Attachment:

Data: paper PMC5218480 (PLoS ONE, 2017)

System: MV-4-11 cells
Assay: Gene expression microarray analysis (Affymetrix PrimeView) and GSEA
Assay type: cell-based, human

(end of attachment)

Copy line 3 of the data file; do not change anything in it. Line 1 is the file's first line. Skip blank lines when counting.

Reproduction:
Assay: Gene expression microarray analysis (Affymetrix PrimeView) and GSEA